Stink and the Incredible Super-Galactic Jawbreaker

BOOK: Stink and the Incredible Super-Galactic Jawbreaker
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This is a work of fiction. Names, characters, places, and incidents are either products of the author’s imagination or, if real, are used fictitiously.

Text copyright © 2006 by Megan McDonald
Cover and interior illustrations copyright © 2006 by Peter H. Reynolds
. Stink is a registered trademark of Candlewick Press, Inc.

All rights reserved. No part of this book may be reproduced, transmitted, or stored in an information retrieval system in any form or by any means, graphic, electronic, or mechanical, including photocopying, taping, and recording, without prior written permission from the publisher.

First electronic edition 2010

The Library of Congress has cataloged the hardcover edition as follows:

McDonald, Megan.
Stink and the incredible super-galactic jawbreaker /
Megan McDonald; illustrated by Peter H. Reynolds — 1st ed.
p.   cm.
Includes a list of idioms used in the story.
Summary: Seven-year-old Stink Moody discovers that he can get free samples by writing letters to candy companies and plans a surprise for his best friend’s birthday.
ISBN 978-0-7636-2158-2 (hardcover)
[1. Candy — Fiction. 2. Letters — Fiction. 3. Schools — Fiction. 4. English language — Idioms — Fiction. 5. Humorous stories.]
I. Reynolds, Peter, date, ill. II. Title.
PZ7.M1487 St 2006

[Fic] — dc22    2004062871

ISBN 978-0-7636-3236-6 (paperback)
ISBN 978-0-7636-5189-3 (electronic)

The illustrations for this book were created digitally.

Candlewick Press
99 Dover Street
Somerville, Massachusetts 02144

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Stink stood smack in the middle of the Whistle Stop Candy Shop. Shelves all around him were chock-full of sourballs, penny candy (that cost ten cents), licorice shoelaces, gummy money, candy pebbles, spooky-eye gumballs, wax fangs, buttered-popcorn jellybeans, bottle caps, chocolate Scottie dogs, and mood lollipops.

Then he saw it. Right smack in the middle of it all.

Hello! Welcome to Planet Jawbreaker!

Super-galactic jawbreakers! Stink reached to pick one up. It was an earth, a globe, a world unto itself. A speckled, sparkling planet. Bigger than a marble. Bigger than a Super Ball. Bigger than a golf ball. World’s largest jawbreaker! Or at least the biggest Stink had ever seen in his whole entire seven years on the planet.

Stink’s sister, Judy, ran up to him. “Look, Stink, they have bubblegum baloney and lollipops that play music and real-and-true rain-forest gum and best of all . . . gummy brains! I can’t decide WHAT you’re getting me!”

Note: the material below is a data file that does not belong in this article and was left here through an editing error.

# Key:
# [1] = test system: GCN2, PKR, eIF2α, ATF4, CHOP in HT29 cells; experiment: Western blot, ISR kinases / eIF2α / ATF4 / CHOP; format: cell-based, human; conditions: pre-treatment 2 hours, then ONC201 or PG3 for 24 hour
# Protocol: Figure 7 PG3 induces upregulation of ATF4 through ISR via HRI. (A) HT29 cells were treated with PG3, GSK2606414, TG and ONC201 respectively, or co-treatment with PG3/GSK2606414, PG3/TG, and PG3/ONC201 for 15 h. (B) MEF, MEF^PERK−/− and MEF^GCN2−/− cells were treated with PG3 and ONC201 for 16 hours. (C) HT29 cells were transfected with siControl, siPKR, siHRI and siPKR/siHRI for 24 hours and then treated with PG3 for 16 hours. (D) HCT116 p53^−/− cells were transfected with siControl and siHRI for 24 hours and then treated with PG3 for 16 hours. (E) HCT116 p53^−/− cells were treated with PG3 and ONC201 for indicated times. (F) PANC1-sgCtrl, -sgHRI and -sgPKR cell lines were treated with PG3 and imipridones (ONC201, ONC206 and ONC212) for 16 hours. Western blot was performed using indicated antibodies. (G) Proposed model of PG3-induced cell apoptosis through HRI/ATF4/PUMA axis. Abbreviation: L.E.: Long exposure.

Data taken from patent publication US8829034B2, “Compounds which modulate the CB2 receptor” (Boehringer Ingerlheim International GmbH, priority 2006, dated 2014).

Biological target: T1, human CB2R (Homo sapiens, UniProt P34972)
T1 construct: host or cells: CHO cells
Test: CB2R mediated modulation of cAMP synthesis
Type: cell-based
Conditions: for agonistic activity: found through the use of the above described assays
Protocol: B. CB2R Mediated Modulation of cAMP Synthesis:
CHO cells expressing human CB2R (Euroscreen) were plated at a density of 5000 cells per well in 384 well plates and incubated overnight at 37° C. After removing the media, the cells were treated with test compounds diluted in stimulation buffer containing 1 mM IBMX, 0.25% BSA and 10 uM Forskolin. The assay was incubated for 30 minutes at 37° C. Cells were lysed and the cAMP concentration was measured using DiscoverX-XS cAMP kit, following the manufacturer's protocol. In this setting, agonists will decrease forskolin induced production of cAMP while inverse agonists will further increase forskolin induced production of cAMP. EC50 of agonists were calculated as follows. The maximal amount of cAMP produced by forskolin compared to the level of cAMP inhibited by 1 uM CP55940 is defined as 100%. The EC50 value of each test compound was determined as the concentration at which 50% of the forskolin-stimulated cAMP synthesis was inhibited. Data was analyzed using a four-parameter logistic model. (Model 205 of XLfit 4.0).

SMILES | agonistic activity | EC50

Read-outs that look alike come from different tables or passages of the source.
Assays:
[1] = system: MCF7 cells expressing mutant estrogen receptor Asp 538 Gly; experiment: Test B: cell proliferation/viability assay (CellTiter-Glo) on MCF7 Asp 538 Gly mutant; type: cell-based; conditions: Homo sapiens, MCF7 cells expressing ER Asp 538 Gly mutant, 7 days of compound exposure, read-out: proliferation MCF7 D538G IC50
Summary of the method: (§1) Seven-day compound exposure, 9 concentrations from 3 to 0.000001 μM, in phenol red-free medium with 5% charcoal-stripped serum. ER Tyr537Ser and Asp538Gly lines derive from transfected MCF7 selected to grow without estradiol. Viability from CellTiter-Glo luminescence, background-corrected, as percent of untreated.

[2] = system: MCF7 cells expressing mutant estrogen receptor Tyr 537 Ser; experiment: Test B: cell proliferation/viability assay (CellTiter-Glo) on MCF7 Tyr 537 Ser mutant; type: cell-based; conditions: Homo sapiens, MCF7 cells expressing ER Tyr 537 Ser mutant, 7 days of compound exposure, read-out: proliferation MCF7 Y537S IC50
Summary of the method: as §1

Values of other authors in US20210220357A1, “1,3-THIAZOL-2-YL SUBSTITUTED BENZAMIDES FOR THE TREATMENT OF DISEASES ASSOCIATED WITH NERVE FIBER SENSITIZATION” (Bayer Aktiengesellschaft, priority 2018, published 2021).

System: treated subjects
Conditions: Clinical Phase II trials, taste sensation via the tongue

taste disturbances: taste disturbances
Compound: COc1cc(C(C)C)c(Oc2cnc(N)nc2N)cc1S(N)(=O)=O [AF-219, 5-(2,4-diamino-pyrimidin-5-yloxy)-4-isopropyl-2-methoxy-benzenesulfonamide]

“Your brains are gummy if you think I’m buying you stuff,” Stink told his big sister. Sometimes big sisters were so double-triple-quadruple bossy.

“C’mon, Stink. Don’t be a sourball. You have a big fat five-dollar gift certificate.”

“I earned it! Dad took me to the college, and I was in a study for short people. I had to answer really hard questions.”

“Stink, I can’t help it if I’m not short! Please, pretty please, with gummy brains on top? Just one candy cell phone? Purple candy corn? A diamond-ring lollipop? I know, I know! If you won’t buy me candy, how about this How-to-Make-Your-Own-Gum kit?”

“No, no, no, no, and nope.”

“C’mon, Stinker. Just one teeny-weeny piece of candy? How much can one piece of penny candy cost?”

“Ten cents. Some penny candy costs twenty-five cents.”

“Huh? How can something that costs a penny cost a quarter?”

“Beats me,” said Stink.

Stink’s sister, Judy, was in a mood. She slumped down on the car-seat couch in the corner of the candy store. She pretended to watch the Oompa-Loompas dancing on the TV screen in front of her. Stink popped from one shelf to the next, filling his basket with suckers and sourballs, gumballs and gummy worms.

“Stink, I’m telling Dad you’re acting like a kid in a candy store,” said Judy.

“But I AM a kid in a candy store,” said Stink. “Hey! You just said an idiom.”

“I am NOT an idiot!” said Judy.

“Id-i-om. It’s what you call a funny saying. Mrs. D. taught us a bunch of them. Like if you’re in a bad mood, I could say you got up on the wrong side of the bed.”

“But I’m not in a bad mood, because you’re going to get me some candy, right?”


stinks on ice
an idiom? How about
rotten to the core
?” said moody Judy.

“Now you’re acting like sour grapes,” said Stink. “Get it?
Sour grapes
is another idiom.”

“Stop saying
!” said Judy.

“Okay! Okay! If I get you candy, what will you give me?” asked Stink. “
Let’s strike a deal
. Get it?”

Judy rolled her eyes. “How about one Grouchy pencil and two president baseball cards for this box of rain-forest gum?”

president baseball cards,” said Stink. “And one of them has to be James Madison.”

“Deal,” said Judy. “Goody goody gumdrops! Thanks, Stink. Now, Richie Rich, let me see what you’re getting yourself with all that money.”

“I,” said Stink, “am getting the World’s Biggest Jawbreaker.” He held it up for Judy to see. “It changes colors and flavors as you go.”

“Rare! It looks like an earth. Or a giant emu egg or something.”

“Or something,” said Stink.

“Stink, I don’t think you want to eat that. Says here on the box that it contains wax.”

“Does not.”

“Does too!” Judy pointed to the words on the box.

“So? I’ve eaten wax before.”

“Have not.”

“Have too.”

“Stink, wax is like candles,” said Judy. “Wax is like earwax. Are you going to eat EARwax, Stink?”

“Give it,” said Stink, taking it back. “Stop saying
! I’m still eating it. It has fire in the middle.”

BOOK: Stink and the Incredible Super-Galactic Jawbreaker
3.8Mb size Format: txt, pdf, ePub

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